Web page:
checked by the rivalry of Carthage, by the long campaigns of Hannibal in Italy. The first Punic war came when she had just begun her abiding relations with the Greek nation by establishing her supremacy over the Greeks of Italy. It was itself a war to determine whether Rome or Carthage should hold the headship of Sicily and the Greek cities of that island. The Hannibalian war came when Rome had just begun relations with the more immediate Greek world, when she established herself as a power east of the Hadriatic, when, in becoming the protector of Apollônia, Epidamnos, and Korkyra, she had taken the first step toward her own translation to Byzantion. Rome was just beginning to stretch forth her hands toward the general dominion of Europe when the question came whether Europe should remain Europe at all. As things turned out, the Punic wars were a mere check to the progress of Rome; in Spain and Africa indeed they were not even a check, but rather a step in that progress. In the relations between Western and Eastern Europe they were but an episode, a great and terrible episode, an episode which had great and abiding results, but still only an episode in the main tale. But had things turned the other way, had fortune gone for Carthage and for Hannibal, had Rome been overthrown or even seriously weakened, the history of the world must have been other than what it has been. The world-wide dominion of Rome could never have been reached, or could have been reached only by steps wholly different from those by which in the end it was reached. Such was the blow struck at Rome, a blow which, had it gone fully to its mark, would have been a blow indeed, not only to Rome, but to all that Rome represents in later history. Our admiration for the great Phoenician cominonwealth, for the hero-brood of the Sons of Thunder, even for the foremost of that brood, for Hannibal himself, must not blind us to the fact that the men who fought for Rome against him fought in the same cause, in another stage of the same abiding struggle, as the men who fought at Marathôn and the men who fought at Tours.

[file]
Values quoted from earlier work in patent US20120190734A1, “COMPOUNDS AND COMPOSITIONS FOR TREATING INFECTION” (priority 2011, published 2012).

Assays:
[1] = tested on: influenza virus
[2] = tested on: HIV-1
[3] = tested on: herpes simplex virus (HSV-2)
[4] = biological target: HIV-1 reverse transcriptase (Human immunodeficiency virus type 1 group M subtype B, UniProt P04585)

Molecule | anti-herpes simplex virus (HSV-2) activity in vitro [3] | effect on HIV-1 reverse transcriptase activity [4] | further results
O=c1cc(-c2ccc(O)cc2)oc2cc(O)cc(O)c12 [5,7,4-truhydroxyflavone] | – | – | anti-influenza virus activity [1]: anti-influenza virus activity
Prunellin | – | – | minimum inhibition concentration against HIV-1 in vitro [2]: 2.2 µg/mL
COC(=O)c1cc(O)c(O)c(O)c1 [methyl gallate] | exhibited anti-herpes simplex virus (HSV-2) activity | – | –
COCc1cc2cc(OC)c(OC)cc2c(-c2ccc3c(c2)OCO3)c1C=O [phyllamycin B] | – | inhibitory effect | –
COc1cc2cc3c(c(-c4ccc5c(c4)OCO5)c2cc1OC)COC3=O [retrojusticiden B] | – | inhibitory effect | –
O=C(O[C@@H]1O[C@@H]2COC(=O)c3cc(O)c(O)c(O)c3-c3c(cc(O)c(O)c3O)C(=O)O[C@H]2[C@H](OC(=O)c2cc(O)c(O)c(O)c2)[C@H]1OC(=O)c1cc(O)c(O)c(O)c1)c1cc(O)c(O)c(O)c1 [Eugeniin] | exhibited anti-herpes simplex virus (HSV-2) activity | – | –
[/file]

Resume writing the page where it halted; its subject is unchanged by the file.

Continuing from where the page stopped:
So it was in the later time. Then Rome, instead of having a blow struck

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at her, herself struck a blow.
It was a
blow which, like that which had been
struck at her, failed to go wholly to its
mark; but it was one which, if it had
so gone, might have changed the fate of
the world, above all the destiny of our
own race, forever. As the success of
Hannibal might have hindered Rome
from rising to European headship at all,
so the full success of Drusus and Ger-
manicus might have given her an Euro-
pean headship too great for the future
history of mankind. It was the great
day by the Teutoburg Wood which made
our second period of transition possible,
which opened the way for the whole
later history of Germany, of Britain,
and of America. Had Germany been in-
corporated with the then Roman Empire
like Gaul and Spain, had Rome con-
quered Germany instead of Germany in
after days winning the crown of Rome,
all that the Teutonic race was to do in
our second great determining period, all
that was to follow as the result of that
second determining period, would have
been blotted out from the world's annals
before it had won a place in them. As
it was, Arminius, deliverer of Ger-
many, was the deliverer of mankind
from a danger akin to the danger which
overhung the world in the days of Han-
nibal. For the destined course of the
world's history, it was needful at one
time to check and to overthrow the
enemies of Rome, it was needful at a
later time to check, but not to over-
throw, the power of Rome herself. In
the wider view of history Scipio and